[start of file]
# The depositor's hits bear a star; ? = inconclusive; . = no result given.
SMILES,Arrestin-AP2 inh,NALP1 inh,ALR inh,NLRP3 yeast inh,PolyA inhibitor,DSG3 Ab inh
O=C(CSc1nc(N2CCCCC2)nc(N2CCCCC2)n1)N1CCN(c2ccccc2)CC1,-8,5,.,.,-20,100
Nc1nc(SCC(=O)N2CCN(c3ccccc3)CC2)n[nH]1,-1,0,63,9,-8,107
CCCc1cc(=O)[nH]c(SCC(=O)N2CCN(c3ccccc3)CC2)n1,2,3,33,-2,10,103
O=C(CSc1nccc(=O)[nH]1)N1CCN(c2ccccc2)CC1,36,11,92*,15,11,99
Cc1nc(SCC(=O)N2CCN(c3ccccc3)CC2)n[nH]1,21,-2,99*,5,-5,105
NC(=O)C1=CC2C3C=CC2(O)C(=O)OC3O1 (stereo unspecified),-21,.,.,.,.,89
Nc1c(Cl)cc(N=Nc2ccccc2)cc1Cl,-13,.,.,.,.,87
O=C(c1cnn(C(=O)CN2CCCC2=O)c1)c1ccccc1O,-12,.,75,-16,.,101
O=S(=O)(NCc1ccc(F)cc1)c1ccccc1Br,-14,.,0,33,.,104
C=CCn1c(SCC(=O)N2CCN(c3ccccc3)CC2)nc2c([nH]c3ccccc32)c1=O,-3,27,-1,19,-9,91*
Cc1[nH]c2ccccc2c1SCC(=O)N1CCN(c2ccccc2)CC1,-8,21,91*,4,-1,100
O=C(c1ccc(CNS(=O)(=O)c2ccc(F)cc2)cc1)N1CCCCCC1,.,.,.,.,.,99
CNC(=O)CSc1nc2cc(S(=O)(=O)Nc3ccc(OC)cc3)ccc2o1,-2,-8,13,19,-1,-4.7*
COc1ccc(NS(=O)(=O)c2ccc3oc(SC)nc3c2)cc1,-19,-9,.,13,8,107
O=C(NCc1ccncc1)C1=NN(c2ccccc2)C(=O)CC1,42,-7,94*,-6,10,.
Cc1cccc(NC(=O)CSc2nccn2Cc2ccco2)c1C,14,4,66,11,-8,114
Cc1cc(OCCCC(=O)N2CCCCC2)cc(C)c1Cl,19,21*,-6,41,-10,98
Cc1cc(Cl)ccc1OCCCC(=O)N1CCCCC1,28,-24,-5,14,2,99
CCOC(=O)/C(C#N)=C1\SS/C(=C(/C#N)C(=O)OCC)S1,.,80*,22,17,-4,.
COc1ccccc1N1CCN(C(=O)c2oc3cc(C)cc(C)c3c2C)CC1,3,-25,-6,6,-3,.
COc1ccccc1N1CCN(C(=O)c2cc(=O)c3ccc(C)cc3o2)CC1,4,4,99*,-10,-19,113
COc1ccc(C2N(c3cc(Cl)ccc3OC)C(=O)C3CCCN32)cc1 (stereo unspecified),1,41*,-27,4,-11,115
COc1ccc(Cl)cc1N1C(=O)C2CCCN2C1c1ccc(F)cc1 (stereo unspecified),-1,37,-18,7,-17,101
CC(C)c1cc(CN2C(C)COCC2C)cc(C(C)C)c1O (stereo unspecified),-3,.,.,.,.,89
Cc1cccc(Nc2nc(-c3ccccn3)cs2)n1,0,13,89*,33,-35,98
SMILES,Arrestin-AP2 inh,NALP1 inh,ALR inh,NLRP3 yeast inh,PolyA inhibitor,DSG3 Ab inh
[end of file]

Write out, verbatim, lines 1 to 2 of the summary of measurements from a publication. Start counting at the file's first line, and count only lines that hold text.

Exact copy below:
# The depositor's hits bear a star; ? = inconclusive; . = no result given.
SMILES,Arrestin-AP2 inh,NALP1 inh,ALR inh,NLRP3 yeast inh,PolyA inhibitor,DSG3 Ab inh